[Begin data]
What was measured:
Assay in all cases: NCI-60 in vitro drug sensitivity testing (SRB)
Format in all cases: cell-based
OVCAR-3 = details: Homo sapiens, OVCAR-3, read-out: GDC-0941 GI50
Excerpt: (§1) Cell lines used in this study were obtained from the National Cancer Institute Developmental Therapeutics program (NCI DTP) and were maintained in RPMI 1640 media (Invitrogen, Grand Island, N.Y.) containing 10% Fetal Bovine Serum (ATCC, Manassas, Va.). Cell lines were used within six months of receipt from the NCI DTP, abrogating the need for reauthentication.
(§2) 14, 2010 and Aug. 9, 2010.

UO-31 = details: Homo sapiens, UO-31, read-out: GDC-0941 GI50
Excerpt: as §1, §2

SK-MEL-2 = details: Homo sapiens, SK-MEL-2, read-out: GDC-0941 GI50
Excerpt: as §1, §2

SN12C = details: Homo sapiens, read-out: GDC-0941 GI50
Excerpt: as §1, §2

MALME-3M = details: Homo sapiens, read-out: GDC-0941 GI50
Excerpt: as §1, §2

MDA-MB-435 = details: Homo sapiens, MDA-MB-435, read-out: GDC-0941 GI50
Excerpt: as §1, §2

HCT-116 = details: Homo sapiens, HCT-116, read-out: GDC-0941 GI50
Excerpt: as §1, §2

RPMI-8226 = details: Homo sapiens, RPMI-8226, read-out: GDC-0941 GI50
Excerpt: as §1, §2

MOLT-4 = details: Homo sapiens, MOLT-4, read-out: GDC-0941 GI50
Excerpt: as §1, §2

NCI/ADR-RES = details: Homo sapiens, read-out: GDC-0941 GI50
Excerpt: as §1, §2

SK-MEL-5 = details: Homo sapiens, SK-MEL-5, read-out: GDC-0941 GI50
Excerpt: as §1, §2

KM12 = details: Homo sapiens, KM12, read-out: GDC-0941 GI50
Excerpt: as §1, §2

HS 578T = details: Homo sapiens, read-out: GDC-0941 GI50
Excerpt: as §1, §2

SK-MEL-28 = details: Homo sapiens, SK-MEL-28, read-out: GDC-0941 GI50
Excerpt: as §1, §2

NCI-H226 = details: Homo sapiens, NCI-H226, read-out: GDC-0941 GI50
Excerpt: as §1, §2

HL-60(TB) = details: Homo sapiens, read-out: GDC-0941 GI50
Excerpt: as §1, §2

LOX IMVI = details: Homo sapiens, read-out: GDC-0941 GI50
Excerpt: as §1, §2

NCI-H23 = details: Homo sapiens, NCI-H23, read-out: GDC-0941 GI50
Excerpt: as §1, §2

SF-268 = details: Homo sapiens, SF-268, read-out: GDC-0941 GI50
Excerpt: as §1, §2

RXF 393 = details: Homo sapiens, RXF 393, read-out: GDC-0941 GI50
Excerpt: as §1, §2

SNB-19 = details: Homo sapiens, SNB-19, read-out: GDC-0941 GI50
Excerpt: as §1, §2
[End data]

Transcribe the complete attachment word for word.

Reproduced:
What was measured:
Assay in all cases: NCI-60 in vitro drug sensitivity testing (SRB)
Format in all cases: cell-based
OVCAR-3 = details: Homo sapiens, OVCAR-3, read-out: GDC-0941 GI50
Excerpt: (§1) Cell lines used in this study were obtained from the National Cancer Institute Developmental Therapeutics program (NCI DTP) and were maintained in RPMI 1640 media (Invitrogen, Grand Island, N.Y.) containing 10% Fetal Bovine Serum (ATCC, Manassas, Va.). Cell lines were used within six months of receipt from the NCI DTP, abrogating the need for reauthentication.
(§2) 14, 2010 and Aug. 9, 2010.

UO-31 = details: Homo sapiens, UO-31, read-out: GDC-0941 GI50
Excerpt: as §1, §2

SK-MEL-2 = details: Homo sapiens, SK-MEL-2, read-out: GDC-0941 GI50
Excerpt: as §1, §2

SN12C = details: Homo sapiens, read-out: GDC-0941 GI50
Excerpt: as §1, §2

MALME-3M = details: Homo sapiens, read-out: GDC-0941 GI50
Excerpt: as §1, §2

MDA-MB-435 = details: Homo sapiens, MDA-MB-435, read-out: GDC-0941 GI50
Excerpt: as §1, §2

HCT-116 = details: Homo sapiens, HCT-116, read-out: GDC-0941 GI50
Excerpt: as §1, §2

RPMI-8226 = details: Homo sapiens, RPMI-8226, read-out: GDC-0941 GI50
Excerpt: as §1, §2

MOLT-4 = details: Homo sapiens, MOLT-4, read-out: GDC-0941 GI50
Excerpt: as §1, §2

NCI/ADR-RES = details: Homo sapiens, read-out: GDC-0941 GI50
Excerpt: as §1, §2

SK-MEL-5 = details: Homo sapiens, SK-MEL-5, read-out: GDC-0941 GI50
Excerpt: as §1, §2

KM12 = details: Homo sapiens, KM12, read-out: GDC-0941 GI50
Excerpt: as §1, §2

HS 578T = details: Homo sapiens, read-out: GDC-0941 GI50
Excerpt: as §1, §2

SK-MEL-28 = details: Homo sapiens, SK-MEL-28, read-out: GDC-0941 GI50
Excerpt: as §1, §2

NCI-H226 = details: Homo sapiens, NCI-H226, read-out: GDC-0941 GI50
Excerpt: as §1, §2

HL-60(TB) = details: Homo sapiens, read-out: GDC-0941 GI50
Excerpt: as §1, §2

LOX IMVI = details: Homo sapiens, read-out: GDC-0941 GI50
Excerpt: as §1, §2

NCI-H23 = details: Homo sapiens, NCI-H23, read-out: GDC-0941 GI50
Excerpt: as §1, §2

SF-268 = details: Homo sapiens, SF-268, read-out: GDC-0941 GI50
Excerpt: as §1, §2

RXF 393 = details: Homo sapiens, RXF 393, read-out: GDC-0941 GI50
Excerpt: as §1, §2

SNB-19 = details: Homo sapiens, SNB-19, read-out: GDC-0941 GI50
Excerpt: as §1, §2